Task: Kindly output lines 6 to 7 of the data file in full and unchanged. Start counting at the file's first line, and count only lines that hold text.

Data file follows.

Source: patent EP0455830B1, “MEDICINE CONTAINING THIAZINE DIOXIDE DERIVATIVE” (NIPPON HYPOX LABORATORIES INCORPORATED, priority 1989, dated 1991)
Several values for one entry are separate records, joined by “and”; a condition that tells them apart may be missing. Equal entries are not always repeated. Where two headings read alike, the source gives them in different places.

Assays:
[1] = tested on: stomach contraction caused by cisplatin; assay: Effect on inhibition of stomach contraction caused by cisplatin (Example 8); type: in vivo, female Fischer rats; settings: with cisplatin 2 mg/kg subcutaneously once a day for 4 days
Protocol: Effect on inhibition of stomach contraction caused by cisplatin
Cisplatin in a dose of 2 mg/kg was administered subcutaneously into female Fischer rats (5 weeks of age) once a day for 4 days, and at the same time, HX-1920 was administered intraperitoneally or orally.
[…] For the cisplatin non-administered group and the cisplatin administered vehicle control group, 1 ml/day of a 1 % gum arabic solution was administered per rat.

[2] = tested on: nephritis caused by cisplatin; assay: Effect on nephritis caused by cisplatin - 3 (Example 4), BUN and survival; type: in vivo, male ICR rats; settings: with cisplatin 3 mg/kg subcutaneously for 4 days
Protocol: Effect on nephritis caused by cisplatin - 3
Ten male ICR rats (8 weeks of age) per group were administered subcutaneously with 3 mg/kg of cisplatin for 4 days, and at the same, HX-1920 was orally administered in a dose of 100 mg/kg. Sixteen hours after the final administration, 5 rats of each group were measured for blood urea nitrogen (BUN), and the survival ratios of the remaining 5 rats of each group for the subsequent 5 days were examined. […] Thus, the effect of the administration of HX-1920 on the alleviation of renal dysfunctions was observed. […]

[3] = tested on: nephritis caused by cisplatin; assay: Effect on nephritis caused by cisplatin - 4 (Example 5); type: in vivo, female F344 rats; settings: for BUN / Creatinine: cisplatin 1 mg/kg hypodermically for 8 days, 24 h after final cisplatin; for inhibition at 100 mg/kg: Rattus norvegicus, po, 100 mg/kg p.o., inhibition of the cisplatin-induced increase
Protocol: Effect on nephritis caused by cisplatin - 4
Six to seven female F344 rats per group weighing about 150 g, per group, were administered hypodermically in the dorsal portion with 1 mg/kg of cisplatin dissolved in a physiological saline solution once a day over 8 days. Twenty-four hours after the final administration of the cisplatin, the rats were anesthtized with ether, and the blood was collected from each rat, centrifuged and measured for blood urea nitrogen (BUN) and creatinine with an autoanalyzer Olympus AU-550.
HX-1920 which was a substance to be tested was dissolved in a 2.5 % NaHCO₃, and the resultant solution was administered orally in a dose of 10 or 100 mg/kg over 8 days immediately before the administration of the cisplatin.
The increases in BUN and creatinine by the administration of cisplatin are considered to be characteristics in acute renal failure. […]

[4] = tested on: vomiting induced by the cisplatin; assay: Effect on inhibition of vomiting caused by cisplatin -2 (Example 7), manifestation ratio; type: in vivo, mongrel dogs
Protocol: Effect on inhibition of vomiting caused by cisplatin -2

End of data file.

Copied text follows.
Cisplatin in a dose of 2 mg/kg was administered subcutaneously into female Fischer rats (5 weeks of age) once a day for 4 days, and at the same time, HX-1920 was administered intraperitoneally or orally.
[…] For the cisplatin non-administered group and the cisplatin administered vehicle control group, 1 ml/day of a 1 % gum arabic solution was administered per rat.